Feature

Jean-Michel Basquiat: The Radiant Child

Tamra Davis' documentary features conversations with friends, gallery owners, and art historians, as well as footage from a Q&A with the artist himself.

Directed by Tamra Davis
(Not Rated)

***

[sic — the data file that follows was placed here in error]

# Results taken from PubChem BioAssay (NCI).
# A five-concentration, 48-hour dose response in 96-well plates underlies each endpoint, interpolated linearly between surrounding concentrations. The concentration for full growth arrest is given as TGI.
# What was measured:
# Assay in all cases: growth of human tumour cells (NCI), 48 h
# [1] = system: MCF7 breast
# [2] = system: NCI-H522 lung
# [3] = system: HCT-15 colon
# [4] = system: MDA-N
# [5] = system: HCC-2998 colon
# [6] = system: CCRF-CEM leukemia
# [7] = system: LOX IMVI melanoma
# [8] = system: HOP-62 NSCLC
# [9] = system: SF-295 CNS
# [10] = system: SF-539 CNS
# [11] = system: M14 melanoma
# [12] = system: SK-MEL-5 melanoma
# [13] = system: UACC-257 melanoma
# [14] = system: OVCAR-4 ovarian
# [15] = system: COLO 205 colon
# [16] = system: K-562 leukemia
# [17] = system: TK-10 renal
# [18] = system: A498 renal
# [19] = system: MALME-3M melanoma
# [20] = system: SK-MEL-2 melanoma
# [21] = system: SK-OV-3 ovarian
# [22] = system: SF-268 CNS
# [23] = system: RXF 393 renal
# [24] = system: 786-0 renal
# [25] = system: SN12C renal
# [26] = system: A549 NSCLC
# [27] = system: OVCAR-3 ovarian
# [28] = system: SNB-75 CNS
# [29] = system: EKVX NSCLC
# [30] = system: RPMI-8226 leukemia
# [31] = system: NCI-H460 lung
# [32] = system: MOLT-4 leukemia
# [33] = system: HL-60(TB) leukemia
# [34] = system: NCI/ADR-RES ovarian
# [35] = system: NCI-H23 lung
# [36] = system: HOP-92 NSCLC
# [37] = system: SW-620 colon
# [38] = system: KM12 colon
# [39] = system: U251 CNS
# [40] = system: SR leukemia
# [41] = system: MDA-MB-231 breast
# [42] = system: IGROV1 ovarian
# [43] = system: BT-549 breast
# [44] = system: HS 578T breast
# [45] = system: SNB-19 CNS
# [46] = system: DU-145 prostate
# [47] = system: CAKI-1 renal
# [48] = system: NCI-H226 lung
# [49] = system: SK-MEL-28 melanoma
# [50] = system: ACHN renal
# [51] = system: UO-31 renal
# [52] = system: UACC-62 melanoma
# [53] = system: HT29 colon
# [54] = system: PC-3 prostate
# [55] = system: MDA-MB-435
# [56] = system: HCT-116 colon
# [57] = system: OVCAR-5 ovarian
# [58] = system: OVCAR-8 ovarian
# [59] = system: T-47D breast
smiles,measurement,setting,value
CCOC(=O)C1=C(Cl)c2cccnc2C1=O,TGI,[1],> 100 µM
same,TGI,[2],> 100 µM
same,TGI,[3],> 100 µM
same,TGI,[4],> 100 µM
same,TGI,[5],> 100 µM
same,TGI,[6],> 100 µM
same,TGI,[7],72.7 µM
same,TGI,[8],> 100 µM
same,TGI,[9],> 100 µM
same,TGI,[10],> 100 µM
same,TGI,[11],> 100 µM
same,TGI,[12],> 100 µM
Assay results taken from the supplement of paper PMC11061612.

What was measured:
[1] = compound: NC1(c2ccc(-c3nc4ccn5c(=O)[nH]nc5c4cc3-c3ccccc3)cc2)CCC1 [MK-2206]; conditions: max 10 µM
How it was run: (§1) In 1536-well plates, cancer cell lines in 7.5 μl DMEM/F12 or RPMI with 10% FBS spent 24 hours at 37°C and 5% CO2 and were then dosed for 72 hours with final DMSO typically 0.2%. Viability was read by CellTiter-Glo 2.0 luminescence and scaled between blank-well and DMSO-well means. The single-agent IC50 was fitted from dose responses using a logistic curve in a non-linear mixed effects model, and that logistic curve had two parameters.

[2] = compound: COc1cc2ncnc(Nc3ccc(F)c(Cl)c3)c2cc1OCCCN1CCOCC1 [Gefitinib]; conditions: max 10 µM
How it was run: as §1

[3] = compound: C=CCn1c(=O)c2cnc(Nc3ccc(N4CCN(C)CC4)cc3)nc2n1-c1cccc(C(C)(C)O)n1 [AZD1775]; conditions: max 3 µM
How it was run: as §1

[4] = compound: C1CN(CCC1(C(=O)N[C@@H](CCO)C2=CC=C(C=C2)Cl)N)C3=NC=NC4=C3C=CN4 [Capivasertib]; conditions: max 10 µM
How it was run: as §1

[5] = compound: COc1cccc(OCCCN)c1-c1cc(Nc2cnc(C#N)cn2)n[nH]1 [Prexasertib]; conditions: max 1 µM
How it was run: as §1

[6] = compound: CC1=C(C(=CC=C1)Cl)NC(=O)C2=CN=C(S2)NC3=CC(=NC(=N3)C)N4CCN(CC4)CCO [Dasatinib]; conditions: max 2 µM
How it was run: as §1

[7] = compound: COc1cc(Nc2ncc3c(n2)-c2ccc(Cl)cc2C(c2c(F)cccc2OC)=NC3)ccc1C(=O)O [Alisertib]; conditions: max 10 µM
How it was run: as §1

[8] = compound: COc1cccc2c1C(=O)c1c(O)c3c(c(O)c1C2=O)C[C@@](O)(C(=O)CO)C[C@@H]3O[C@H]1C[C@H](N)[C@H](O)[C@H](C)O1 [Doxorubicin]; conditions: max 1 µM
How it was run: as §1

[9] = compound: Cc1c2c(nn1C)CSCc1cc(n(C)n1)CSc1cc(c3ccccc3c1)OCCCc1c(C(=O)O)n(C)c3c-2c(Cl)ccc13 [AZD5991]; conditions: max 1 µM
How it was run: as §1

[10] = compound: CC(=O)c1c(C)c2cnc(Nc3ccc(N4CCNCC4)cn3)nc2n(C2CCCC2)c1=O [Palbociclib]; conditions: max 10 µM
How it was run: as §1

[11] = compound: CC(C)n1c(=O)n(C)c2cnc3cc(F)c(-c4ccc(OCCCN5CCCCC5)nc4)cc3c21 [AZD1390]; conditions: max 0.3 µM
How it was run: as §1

The documentary Jean-Michel Basquiat: The Radiant Child feels like the work of a friend, said Melissa Anderson in The Village Voice. Director Tamra Davis met the New York graffiti artist and neo-expressionist in 1983, and came to know him well before he died of a heroin overdose at age 27. While Julian Schnabel’s 1996 Basquiat biopic drowned us in “platitudes and fatuous art-world rhetoric,” Davis’ film features articulate conversations with friends, gallery owners, and art historians—as well as footage from an unguarded Q&A with the artist himself. Davis’ interviews “instantly vault the film to the top level of intimacy,” said Joshua Rothkopf in Time Out New York. Basquiat’s longtime girlfriend, Suzanne Mallouk, reveals her “complex feelings” about being both his lover and financial crutch. Art dealer Bruno Bischofberger talks about Andy Warhol’s complicated friendship with Basquiat. For all it reveals, the film can be “tenderly protective of its subject,” said Stephen Holden in The New York Times. Fortunately, Davis’ decision to hold some things back keeps “its subject at enough of a remove to enhance his mystique.”

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